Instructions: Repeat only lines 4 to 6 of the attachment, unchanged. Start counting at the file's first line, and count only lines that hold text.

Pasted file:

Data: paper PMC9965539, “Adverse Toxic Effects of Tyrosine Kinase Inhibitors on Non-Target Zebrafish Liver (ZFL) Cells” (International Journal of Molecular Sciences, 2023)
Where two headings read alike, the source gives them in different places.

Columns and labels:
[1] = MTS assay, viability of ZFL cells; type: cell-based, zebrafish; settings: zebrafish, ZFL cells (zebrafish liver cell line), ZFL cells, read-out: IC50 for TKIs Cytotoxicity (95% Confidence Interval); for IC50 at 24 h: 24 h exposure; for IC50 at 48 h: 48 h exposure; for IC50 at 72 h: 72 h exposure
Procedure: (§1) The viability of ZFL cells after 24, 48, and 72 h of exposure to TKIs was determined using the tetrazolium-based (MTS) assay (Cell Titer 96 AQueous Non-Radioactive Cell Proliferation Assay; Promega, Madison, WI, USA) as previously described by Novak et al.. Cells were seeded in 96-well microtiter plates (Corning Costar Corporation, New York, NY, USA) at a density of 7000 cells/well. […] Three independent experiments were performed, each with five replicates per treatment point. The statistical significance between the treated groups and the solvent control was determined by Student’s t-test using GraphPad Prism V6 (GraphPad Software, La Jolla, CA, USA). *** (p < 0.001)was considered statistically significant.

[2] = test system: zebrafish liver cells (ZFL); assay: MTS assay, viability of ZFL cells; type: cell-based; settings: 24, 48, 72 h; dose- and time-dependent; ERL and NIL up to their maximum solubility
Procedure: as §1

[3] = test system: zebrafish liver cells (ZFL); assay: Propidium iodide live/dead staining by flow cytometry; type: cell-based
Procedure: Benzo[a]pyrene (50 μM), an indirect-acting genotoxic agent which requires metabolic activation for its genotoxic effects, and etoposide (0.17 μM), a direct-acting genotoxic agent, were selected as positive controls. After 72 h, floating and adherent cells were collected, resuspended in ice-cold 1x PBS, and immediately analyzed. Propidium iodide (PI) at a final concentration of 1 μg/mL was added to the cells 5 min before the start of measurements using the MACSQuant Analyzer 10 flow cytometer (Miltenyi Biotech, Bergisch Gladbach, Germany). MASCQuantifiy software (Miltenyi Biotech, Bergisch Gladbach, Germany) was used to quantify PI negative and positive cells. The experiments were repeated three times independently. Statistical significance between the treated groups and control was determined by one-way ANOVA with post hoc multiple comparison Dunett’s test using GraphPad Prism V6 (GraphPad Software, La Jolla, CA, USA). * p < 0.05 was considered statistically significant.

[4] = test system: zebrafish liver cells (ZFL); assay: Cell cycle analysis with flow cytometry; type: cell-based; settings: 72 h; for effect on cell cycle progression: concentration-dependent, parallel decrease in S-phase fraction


[1] = MTS assay, viability of ZFL cells; type: cell-based, zebrafish; settings: zebrafish, ZFL cells (zebrafish liver cell line), ZFL cells, read-out: IC50 for TKIs Cytotoxicity (95% Confidence Interval); for IC50 at 24 h: 24 h exposure; for IC50 at 48 h: 48 h exposure; for IC50 at 72 h: 72 h exposure
Procedure: (§1) The viability of ZFL cells after 24, 48, and 72 h of exposure to TKIs was determined using the tetrazolium-based (MTS) assay (Cell Titer 96 AQueous Non-Radioactive Cell Proliferation Assay; Promega, Madison, WI, USA) as previously described by Novak et al.. Cells were seeded in 96-well microtiter plates (Corning Costar Corporation, New York, NY, USA) at a density of 7000 cells/well. […] Three independent experiments were performed, each with five replicates per treatment point. The statistical significance between the treated groups and the solvent control was determined by Student’s t-test using GraphPad Prism V6 (GraphPad Software, La Jolla, CA, USA). *** (p < 0.001)was considered statistically significant.

[2] = test system: zebrafish liver cells (ZFL); assay: MTS assay, viability of ZFL cells; type: cell-based; settings: 24, 48, 72 h; dose- and time-dependent; ERL and NIL up to their maximum solubility